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Desmopressin in mild hemophilia A: indications, limitations, efficacy, and safety.

Lethagen, Stefan LU (2003) In Seminars in Thrombosis and Hemostasis 29(1). p.101-105
Abstract
Replacement therapy with blood products has long been the only available therapeutic option for patients with bleeding disorders. Plasma-derived cryoprecipitate and factor (F) VIII concentrates, which have been used for hemophilia A patients, involve the risk of transmitting blood-borne diseases. Both plasma-derived and recombinant FVIII concentrates are expensive, and there is a global shortage. The synthetic vasopressin analogue desmopressin acetate (1-deamino-[8-D-arginine]-vasopressin, DDAVP) increases plasma concentrations of coagulation FVIII and von Willebrand factor (vWF) two fold to six fold through endogenous release. The drug is an attractive therapeutic alternative because it carries no risk of transmission of infectious... (More)
Replacement therapy with blood products has long been the only available therapeutic option for patients with bleeding disorders. Plasma-derived cryoprecipitate and factor (F) VIII concentrates, which have been used for hemophilia A patients, involve the risk of transmitting blood-borne diseases. Both plasma-derived and recombinant FVIII concentrates are expensive, and there is a global shortage. The synthetic vasopressin analogue desmopressin acetate (1-deamino-[8-D-arginine]-vasopressin, DDAVP) increases plasma concentrations of coagulation FVIII and von Willebrand factor (vWF) two fold to six fold through endogenous release. The drug is an attractive therapeutic alternative because it carries no risk of transmission of infectious diseases. Desmopressin is today a widely used hemostatic agent not only in patients with mild hemophilia A or von Willebrand disease (vWD) but also in those with congenital or acquired platelet dysfunction. There is a long clinical experience with the drug because it has been used for prevention of bleedings in connection with invasive procedures and for treatment of bleedings since the mid-1970s. Not all hemophilia A patients can be treated. The clinical usefulness depends on the postdesmopressin plasma concentration of FVIII, which in turn depends on the patient's basal FVIII level. Therefore, a test dose is recommended in candidate patients. In general, only the mildest hemophilia A patients respond sufficiently. Optimal hemostatic effect is achieved with a dosage of 0.3 μg/kg given intravenously. An intranasal desmopressin spray is suitable for the home treatment. (Less)
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author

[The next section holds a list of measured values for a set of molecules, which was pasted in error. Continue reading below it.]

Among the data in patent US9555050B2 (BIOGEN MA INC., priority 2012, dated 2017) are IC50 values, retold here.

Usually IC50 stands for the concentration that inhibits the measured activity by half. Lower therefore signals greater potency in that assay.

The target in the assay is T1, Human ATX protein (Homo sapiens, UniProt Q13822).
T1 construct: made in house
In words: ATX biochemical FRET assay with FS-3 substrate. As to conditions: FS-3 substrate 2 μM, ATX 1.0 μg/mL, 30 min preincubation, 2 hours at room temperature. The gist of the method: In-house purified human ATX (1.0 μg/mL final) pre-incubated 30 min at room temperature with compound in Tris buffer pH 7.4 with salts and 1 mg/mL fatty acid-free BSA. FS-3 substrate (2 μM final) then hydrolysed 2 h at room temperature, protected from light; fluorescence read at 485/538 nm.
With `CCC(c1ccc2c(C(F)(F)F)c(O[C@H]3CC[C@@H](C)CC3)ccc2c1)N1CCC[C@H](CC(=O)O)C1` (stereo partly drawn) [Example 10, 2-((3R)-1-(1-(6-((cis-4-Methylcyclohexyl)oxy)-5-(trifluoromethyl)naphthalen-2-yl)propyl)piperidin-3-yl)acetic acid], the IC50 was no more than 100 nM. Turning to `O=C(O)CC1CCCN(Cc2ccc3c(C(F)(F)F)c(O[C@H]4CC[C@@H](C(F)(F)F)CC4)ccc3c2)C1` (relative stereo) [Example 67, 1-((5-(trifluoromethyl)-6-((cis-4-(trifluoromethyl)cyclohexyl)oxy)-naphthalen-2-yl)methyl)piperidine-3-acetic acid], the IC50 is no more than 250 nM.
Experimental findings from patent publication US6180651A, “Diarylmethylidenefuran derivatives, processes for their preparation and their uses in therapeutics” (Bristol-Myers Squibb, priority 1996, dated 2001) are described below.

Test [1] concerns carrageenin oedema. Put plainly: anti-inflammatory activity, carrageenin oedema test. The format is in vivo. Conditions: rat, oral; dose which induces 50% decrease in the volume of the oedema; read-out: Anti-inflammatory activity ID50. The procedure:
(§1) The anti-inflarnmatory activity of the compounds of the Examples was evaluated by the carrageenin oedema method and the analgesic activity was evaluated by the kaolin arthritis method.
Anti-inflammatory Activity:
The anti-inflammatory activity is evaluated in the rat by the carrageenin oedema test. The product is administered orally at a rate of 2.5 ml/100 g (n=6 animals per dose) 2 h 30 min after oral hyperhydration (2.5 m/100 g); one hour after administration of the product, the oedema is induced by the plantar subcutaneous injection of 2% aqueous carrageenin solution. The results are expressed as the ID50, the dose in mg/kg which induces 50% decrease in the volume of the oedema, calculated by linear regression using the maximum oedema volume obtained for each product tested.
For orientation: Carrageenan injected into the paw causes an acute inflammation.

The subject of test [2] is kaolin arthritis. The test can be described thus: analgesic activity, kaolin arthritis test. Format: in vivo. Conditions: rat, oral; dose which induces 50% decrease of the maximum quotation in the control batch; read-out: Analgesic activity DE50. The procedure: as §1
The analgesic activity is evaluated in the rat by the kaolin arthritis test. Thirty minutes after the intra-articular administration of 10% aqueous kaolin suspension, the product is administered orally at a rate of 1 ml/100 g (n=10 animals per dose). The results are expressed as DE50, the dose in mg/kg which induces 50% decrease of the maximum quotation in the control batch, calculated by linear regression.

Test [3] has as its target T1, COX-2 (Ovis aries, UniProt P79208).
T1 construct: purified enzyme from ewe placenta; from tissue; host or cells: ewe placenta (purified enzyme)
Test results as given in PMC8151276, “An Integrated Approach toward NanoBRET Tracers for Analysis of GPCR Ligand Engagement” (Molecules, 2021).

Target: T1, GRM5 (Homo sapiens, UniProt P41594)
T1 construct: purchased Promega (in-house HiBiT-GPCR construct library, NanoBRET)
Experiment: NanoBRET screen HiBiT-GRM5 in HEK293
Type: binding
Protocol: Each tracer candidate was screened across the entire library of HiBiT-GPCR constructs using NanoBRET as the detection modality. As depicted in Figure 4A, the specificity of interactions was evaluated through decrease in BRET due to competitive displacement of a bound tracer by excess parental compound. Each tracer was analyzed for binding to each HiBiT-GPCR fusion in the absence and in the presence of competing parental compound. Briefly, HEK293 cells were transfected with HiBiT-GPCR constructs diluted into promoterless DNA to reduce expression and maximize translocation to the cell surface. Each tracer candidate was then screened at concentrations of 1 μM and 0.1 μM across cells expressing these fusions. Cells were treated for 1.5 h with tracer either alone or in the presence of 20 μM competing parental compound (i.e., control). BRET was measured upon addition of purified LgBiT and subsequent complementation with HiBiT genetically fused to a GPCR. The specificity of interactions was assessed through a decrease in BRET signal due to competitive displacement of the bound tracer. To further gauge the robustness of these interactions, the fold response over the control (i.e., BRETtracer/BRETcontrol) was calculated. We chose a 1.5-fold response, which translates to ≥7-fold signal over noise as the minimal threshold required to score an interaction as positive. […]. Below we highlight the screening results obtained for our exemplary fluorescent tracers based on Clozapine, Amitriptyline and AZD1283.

organization
publishing date
type
Contribution to journal
publication status
published
subject
in
Seminars in Thrombosis and Hemostasis
volume
29
issue
1
pages
101 - 105
publisher
Thieme
external identifiers
  • WOS:000181339600015
  • PMID:12640572
  • Scopus:0037325364
ISSN
1098-9064
DOI
10.1055/s-2003-37944
language
English
LU publication?
yes
id
64132bb0-7908-4cfa-a879-54054f00a8f7 (old id 112757)
alternative location
http://www.ncbi.nlm.nih.gov/entrez/query.fcgi?cmd=Retrieve&db=PubMed&list_uids=12640572&dopt=Abstract
date added to LUP
2007-07-25 11:03:42
date last changed
2016-10-30 04:36:54
@misc{64132bb0-7908-4cfa-a879-54054f00a8f7,
  abstract     = {Replacement therapy with blood products has long been the only available therapeutic option for patients with bleeding disorders. Plasma-derived cryoprecipitate and factor (F) VIII concentrates, which have been used for hemophilia A patients, involve the risk of transmitting blood-borne diseases. Both plasma-derived and recombinant FVIII concentrates are expensive, and there is a global shortage. The synthetic vasopressin analogue desmopressin acetate (1-deamino-[8-D-arginine]-vasopressin, DDAVP) increases plasma concentrations of coagulation FVIII and von Willebrand factor (vWF) two fold to six fold through endogenous release. The drug is an attractive therapeutic alternative because it carries no risk of transmission of infectious diseases. Desmopressin is today a widely used hemostatic agent not only in patients with mild hemophilia A or von Willebrand disease (vWD) but also in those with congenital or acquired platelet dysfunction. There is a long clinical experience with the drug because it has been used for prevention of bleedings in connection with invasive procedures and for treatment of bleedings since the mid-1970s. Not all hemophilia A patients can be treated. The clinical usefulness depends on the postdesmopressin plasma concentration of FVIII, which in turn depends on the patient's basal FVIII level. Therefore, a test dose is recommended in candidate patients. In general, only the mildest hemophilia A patients respond sufficiently. Optimal hemostatic effect is achieved with a dosage of 0.3 μg/kg given intravenously. An intranasal desmopressin spray is suitable for the home treatment.},
  author       = {Lethagen, Stefan},
  issn         = {1098-9064},
  language     = {eng},
  number       = {1},
  pages        = {101--105},
  publisher    = {ARRAY(0x8a10600)},
  series       = {Seminars in Thrombosis and Hemostasis},
  title        = {Desmopressin in mild hemophilia A: indications, limitations, efficacy, and safety.},
  url          = {http://dx.doi.org/10.1055/s-2003-37944},
  volume       = {29},
  year         = {2003},
}